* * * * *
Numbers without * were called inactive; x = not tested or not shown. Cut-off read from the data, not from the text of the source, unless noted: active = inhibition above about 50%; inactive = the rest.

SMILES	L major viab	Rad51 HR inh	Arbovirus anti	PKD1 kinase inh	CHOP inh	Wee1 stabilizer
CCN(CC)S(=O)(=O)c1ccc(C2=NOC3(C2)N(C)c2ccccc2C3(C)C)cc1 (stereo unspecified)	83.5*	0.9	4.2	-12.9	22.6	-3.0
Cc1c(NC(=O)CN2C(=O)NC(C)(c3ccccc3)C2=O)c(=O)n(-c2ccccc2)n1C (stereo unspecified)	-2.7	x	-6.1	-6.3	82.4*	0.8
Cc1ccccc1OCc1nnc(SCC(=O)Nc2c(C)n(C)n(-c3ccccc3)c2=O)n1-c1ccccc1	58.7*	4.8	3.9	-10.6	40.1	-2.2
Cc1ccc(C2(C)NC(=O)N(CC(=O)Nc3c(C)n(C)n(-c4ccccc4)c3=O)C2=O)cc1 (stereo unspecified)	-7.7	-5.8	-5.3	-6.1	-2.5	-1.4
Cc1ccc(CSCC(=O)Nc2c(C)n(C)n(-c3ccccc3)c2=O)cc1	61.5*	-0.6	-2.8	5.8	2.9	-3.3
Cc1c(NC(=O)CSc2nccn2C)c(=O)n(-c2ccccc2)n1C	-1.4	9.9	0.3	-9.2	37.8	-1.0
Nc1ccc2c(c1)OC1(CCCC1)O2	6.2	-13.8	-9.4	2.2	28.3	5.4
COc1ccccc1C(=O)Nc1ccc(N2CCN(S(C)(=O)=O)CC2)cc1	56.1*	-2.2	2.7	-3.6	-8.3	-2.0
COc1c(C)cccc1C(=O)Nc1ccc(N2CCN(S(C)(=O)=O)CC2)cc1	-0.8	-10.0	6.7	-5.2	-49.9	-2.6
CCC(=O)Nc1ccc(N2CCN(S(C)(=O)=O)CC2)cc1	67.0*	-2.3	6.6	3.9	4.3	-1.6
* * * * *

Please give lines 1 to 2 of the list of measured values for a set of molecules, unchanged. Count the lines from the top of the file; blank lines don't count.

Numbers without * were called inactive; x = not tested or not shown. Cut-off read from the data, not from the text of the source, unless noted: active = inhibition above about 50%; inactive = the rest.

SMILES	L major viab	Rad51 HR inh	Arbovirus anti	PKD1 kinase inh	CHOP inh	Wee1 stabilizer